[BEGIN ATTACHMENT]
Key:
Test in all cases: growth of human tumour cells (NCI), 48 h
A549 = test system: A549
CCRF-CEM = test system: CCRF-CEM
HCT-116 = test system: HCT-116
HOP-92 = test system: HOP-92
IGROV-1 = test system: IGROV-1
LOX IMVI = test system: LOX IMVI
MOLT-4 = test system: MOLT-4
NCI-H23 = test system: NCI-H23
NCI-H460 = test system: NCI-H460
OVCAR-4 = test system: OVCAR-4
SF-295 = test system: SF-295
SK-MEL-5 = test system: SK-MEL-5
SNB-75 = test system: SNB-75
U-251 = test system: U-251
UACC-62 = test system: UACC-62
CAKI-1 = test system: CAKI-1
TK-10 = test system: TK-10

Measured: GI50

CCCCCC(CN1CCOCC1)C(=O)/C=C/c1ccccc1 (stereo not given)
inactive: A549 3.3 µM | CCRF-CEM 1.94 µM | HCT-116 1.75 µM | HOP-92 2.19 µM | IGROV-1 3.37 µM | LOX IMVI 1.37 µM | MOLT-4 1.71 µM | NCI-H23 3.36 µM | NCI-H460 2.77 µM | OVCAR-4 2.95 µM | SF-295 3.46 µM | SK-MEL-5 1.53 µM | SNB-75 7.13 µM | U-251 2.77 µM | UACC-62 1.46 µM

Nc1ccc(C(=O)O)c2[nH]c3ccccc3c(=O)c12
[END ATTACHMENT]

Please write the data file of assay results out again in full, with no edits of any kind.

Key:
Test in all cases: growth of human tumour cells (NCI), 48 h
A549 = test system: A549
CCRF-CEM = test system: CCRF-CEM
HCT-116 = test system: HCT-116
HOP-92 = test system: HOP-92
IGROV-1 = test system: IGROV-1
LOX IMVI = test system: LOX IMVI
MOLT-4 = test system: MOLT-4
NCI-H23 = test system: NCI-H23
NCI-H460 = test system: NCI-H460
OVCAR-4 = test system: OVCAR-4
SF-295 = test system: SF-295
SK-MEL-5 = test system: SK-MEL-5
SNB-75 = test system: SNB-75
U-251 = test system: U-251
UACC-62 = test system: UACC-62
CAKI-1 = test system: CAKI-1
TK-10 = test system: TK-10

Measured: GI50

CCCCCC(CN1CCOCC1)C(=O)/C=C/c1ccccc1 (stereo not given)
inactive: A549 3.3 µM | CCRF-CEM 1.94 µM | HCT-116 1.75 µM | HOP-92 2.19 µM | IGROV-1 3.37 µM | LOX IMVI 1.37 µM | MOLT-4 1.71 µM | NCI-H23 3.36 µM | NCI-H460 2.77 µM | OVCAR-4 2.95 µM | SF-295 3.46 µM | SK-MEL-5 1.53 µM | SNB-75 7.13 µM | U-251 2.77 µM | UACC-62 1.46 µM

Nc1ccc(C(=O)O)c2[nH]c3ccccc3c(=O)c12